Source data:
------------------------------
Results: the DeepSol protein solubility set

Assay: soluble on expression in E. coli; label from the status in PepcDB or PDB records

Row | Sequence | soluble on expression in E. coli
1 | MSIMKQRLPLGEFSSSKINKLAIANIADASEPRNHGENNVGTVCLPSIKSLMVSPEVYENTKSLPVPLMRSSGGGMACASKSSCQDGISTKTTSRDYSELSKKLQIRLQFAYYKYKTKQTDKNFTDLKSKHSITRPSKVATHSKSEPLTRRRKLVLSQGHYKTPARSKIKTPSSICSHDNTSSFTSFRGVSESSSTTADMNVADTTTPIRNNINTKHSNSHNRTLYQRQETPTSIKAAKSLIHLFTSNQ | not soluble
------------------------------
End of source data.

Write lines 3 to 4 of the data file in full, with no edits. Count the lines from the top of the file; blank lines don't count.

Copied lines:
Row | Sequence | soluble on expression in E. coli
1 | MSIMKQRLPLGEFSSSKINKLAIANIADASEPRNHGENNVGTVCLPSIKSLMVSPEVYENTKSLPVPLMRSSGGGMACASKSSCQDGISTKTTSRDYSELSKKLQIRLQFAYYKYKTKQTDKNFTDLKSKHSITRPSKVATHSKSEPLTRRRKLVLSQGHYKTPARSKIKTPSSICSHDNTSSFTSFRGVSESSSTTADMNVADTTTPIRNNINTKHSNSHNRTLYQRQETPTSIKAAKSLIHLFTSNQ | not soluble